I like sleuthing, when I can, and decided I wanted to learn more about the Orillia Hunt Club and the "hunt" history in Canada. Guess what? I cannot locate any information on the Orillia Hunt Club, and am starting to think that no entity ever existed. This interpretive material, information we have inherited over the years, is proof of how here-say becomes fact, even with historians. On my own twitter account, I frequently read Tudor historians bemoaning how myth/legend become historic fact that is often repeated by generations of academics who never bother or have the time to research what they have come to know as a truth.
Imagine my delight when I began looking into hunt club histories in Ontario and I find this photo (r), with persons identified, the year and location in a book written for the sesquicentennial for the Toronto Hunt Club.
According to William M Gray, author, A History of the Toronto Hunt Club written in 1993, we have George W Beardmore (MFH), in scarlet, escorting HRH Prince of Wales at a meet in Aurora, October 1924. (MFH- Master of Foxhounds). At last we may have some information to go on about the occasion and who is in the mural image. I did double check and Edward did visit the Toronto area in 1924 and if you are knowledgeable on hunt seasons, the northern hemisphere hunt season begins in October and runs through March/April, dependent on weather (especially in Canada) and Beardmore held property, Beverly Farm, in Aurora.
Brief History of the Toronto Hunt Club
The Toronto Hunt Club has an extensive and interesting history. In 1895 land was purchased in Scarborough Heights (current Kingston road location) and architectural firm Darling and Pearson (architects of Parkwood) were commissioned to design and build the "new" club.Under the name of “The Toronto Hunt and Country Club”. The Club was first incorporated under the Provincial Letters Patent in May 1894. In 1905, it was re-incorporated under Dominion Charter as “The Toronto Hunt Limited” and finally in October 1930, it was again incorporated under Provincial Letters Patent as “The Toronto Hunt” and still operates under this Charter. In 1893, George Beardmore was elected president and held that position, as well as Master of the Fox Hounds until 1930. Polo, skeet shooting and eventually tennis were added to the pursuits of the club, but hunting with the hounds was the most popular at the club. There seems to have been a peak in terms of the hunt at the turn of the century, with a decline occurring with the introduction of the automobile and then WWI, but the hunt popularity was revived in the 1920s among society elite.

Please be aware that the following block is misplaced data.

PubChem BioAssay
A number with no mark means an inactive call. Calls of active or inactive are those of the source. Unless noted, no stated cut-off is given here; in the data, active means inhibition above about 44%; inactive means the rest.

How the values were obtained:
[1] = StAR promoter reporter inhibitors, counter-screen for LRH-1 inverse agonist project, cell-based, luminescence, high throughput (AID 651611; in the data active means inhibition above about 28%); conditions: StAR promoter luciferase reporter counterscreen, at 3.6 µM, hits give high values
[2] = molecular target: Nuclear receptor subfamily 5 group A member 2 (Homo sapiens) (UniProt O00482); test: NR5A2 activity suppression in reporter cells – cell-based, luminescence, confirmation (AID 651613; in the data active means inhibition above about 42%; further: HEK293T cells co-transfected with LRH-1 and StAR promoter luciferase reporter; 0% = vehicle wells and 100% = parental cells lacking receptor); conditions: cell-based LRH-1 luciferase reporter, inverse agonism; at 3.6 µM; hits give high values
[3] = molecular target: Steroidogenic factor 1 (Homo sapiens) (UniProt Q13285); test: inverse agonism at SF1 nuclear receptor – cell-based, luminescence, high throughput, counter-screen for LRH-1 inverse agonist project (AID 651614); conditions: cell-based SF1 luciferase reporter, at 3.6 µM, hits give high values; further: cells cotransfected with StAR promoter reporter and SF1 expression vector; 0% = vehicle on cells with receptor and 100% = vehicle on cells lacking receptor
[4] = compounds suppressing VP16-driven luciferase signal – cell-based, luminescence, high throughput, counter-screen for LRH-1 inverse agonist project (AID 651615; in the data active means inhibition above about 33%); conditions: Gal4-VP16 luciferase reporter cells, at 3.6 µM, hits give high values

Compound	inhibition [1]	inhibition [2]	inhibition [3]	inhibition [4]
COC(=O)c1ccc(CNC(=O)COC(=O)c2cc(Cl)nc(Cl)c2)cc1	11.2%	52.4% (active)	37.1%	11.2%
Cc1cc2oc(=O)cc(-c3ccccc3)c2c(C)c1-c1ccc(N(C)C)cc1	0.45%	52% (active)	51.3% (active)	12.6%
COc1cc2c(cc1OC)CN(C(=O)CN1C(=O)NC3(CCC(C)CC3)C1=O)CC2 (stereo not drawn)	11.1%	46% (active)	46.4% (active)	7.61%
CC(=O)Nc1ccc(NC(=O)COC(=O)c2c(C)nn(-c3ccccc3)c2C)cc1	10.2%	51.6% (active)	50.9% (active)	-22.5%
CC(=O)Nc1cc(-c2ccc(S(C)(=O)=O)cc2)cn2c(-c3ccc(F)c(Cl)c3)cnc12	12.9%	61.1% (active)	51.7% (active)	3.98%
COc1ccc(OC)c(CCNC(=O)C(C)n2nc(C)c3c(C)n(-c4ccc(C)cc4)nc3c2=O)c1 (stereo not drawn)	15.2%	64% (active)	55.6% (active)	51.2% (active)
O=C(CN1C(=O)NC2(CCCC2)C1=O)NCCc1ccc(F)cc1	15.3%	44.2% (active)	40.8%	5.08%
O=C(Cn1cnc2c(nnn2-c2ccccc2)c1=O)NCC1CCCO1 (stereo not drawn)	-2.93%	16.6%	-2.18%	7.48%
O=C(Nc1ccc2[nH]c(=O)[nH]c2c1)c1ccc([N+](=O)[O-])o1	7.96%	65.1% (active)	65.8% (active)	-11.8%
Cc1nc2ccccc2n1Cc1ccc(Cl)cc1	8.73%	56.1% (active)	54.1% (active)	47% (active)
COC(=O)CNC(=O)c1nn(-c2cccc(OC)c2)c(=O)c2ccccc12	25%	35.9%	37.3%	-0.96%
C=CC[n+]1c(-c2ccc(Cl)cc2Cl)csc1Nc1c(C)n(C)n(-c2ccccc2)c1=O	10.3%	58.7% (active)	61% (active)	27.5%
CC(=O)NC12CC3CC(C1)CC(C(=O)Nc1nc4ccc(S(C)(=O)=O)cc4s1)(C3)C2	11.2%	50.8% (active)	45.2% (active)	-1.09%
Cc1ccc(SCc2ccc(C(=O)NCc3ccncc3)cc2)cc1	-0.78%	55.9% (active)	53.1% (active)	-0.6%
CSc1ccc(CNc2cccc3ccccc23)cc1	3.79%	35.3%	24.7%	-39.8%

|C. Churchill Mann & Billie Mann|
The Eglinton Hunt becomes home to the first Canadian branch of the Pony Club.
As Toronto expanded, Beardmore was forced to move the hounds to his property in Aurora, Beverly Farm, and as the depression worsened, Lady Eaton provided many of the financial and property resources, neighbour to Beverly Farm, Eaton Hall, to support the hunt, through the end of the 1930s.
From 1949 to 1952, Eleanor (Billie) Mann ( nee McLaughlin) is Master of the Hunt of the Eglinton Hunt.
Introducing George W Beardmore
Who is this George W Beardmore gent that was very influential in the club and is portrayed in the mural at Parkwood, and I know nothing of?
Beardmore came from a leather and shoe (tannery) empire, Beardmore & Co. Ltd., and is described by Gray as an "out-going, successful businessman, sportsman, and accomplished horseman".
His Toronto estate, Chudleigh, is now the Italian consulate, but stands in much of its grandeur, with the changes George W Beardmore saw it undergo through the nineteen teens and twenties.
The relationship between Beardmore and McLaughlin is unknown and may be strictly through sport. Sam and Adelaide McLaughlin were members of the Toronto Hunt, as were their daughters. We know the successes of the McLaughlin family in terms of horses; jumpers, hunters and thoroughbreds and the legacy of Parkwood Stables.
Both the McLaughlin's and Beardmore's were in business with architects Darling and Pearson, but so were many of the "society set".
In terms of business accounts, Oshawa had its own renowned tannery, Robson Leather, and the McLaughlin Carriage Works, McLaughlin MotorCar Company and eventually General Motors seem to have done most of their tannery business dealings via this enterprise.
The exact relationship between McLaughlin and Beardmore may be forever elusive, however, we now know what & whom the "hunt" image in the mural depicts, and an image, I believe, would have had a great importance to the McLaughlin family as it was painted onto their wall.